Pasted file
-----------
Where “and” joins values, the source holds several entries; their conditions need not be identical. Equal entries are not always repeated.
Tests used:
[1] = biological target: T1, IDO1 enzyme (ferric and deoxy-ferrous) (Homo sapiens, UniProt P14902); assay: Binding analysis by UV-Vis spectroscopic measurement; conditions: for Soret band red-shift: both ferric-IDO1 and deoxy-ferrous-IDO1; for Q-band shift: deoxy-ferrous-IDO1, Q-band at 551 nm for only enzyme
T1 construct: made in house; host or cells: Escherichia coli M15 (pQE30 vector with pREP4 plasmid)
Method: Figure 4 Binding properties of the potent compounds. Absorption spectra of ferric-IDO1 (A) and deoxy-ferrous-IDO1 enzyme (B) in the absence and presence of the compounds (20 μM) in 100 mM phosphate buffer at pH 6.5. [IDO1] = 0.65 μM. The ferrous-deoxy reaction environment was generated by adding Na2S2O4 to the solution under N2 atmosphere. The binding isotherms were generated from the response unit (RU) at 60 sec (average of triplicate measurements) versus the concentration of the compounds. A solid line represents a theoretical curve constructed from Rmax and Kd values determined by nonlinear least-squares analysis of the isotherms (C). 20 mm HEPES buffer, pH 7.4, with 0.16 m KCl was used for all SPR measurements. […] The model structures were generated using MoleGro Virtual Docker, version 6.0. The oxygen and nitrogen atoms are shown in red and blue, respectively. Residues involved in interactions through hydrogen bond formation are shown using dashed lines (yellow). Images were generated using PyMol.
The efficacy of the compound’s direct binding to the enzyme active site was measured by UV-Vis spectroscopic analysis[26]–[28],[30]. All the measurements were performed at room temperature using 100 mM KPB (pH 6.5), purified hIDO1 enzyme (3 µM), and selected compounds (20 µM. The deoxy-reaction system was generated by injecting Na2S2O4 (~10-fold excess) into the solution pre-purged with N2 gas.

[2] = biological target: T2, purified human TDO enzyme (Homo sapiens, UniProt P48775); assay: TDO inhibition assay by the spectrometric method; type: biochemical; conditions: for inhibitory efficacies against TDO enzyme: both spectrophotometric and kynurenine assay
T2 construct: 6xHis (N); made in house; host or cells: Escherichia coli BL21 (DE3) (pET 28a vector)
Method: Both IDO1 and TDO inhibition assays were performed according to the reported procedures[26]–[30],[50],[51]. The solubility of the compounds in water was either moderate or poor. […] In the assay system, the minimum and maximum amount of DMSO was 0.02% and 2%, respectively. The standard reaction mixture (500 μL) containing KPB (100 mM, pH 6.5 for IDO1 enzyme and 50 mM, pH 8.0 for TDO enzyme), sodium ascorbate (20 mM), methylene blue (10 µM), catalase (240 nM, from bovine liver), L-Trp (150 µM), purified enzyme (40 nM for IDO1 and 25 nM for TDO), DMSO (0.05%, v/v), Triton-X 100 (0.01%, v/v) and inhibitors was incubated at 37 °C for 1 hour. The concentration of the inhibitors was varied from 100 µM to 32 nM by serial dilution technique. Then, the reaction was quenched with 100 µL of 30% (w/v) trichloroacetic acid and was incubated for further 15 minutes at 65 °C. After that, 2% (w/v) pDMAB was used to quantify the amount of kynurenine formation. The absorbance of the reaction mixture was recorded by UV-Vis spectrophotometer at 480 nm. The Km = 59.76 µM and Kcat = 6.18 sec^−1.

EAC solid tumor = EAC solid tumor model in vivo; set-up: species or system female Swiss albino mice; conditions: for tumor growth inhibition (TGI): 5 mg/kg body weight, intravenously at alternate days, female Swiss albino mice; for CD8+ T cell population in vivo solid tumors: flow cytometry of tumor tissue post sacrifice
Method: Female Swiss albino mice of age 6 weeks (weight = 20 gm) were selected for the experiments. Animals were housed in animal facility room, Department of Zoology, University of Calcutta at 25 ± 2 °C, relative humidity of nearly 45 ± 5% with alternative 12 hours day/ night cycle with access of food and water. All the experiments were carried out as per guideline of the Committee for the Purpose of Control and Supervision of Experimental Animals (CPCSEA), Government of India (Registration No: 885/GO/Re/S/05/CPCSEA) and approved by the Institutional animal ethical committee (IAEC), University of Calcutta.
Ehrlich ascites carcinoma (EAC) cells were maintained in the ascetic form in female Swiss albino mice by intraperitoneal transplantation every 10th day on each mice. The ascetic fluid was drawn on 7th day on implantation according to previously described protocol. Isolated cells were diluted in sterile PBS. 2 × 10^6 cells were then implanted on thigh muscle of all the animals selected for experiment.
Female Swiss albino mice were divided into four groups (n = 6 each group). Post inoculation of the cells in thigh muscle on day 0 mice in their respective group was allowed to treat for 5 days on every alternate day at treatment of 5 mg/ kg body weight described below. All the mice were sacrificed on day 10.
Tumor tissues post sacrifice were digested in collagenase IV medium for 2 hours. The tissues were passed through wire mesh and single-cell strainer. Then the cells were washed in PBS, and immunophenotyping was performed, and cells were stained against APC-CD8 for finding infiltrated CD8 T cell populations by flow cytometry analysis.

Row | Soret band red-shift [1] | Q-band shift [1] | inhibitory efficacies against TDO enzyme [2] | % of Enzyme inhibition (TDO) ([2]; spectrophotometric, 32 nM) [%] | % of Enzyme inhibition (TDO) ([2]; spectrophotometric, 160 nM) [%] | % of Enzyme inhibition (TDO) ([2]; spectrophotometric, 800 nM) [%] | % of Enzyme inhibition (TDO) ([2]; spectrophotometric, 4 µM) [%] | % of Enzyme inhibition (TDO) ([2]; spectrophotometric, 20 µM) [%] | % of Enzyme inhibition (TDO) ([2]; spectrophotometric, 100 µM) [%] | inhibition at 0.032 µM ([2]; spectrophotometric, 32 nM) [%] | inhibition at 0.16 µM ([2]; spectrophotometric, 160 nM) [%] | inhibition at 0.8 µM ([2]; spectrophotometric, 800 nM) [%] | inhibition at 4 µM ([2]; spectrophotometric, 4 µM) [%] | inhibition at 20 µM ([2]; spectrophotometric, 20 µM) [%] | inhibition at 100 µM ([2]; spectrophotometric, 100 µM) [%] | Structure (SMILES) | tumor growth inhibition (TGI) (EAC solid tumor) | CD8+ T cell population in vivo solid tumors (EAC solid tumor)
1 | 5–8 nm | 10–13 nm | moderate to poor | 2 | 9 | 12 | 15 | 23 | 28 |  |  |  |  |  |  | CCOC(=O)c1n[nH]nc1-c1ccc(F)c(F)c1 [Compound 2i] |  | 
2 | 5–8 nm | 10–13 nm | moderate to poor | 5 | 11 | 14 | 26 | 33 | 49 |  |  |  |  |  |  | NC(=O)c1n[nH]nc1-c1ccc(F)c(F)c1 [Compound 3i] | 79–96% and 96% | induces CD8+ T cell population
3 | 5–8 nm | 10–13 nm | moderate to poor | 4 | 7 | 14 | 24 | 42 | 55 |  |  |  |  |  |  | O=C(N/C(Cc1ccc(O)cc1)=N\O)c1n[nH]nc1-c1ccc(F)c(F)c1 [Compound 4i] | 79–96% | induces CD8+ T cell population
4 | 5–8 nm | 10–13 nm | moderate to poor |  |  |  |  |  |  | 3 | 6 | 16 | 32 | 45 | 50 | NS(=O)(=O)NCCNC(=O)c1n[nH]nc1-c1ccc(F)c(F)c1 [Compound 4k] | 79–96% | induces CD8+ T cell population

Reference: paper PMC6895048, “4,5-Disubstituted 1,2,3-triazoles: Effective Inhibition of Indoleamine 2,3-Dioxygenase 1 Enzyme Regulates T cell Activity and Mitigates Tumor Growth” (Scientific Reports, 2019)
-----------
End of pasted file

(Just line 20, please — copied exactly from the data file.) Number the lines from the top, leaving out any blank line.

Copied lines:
Reference: paper PMC6895048, “4,5-Disubstituted 1,2,3-triazoles: Effective Inhibition of Indoleamine 2,3-Dioxygenase 1 Enzyme Regulates T cell Activity and Mitigates Tumor Growth” (Scientific Reports, 2019)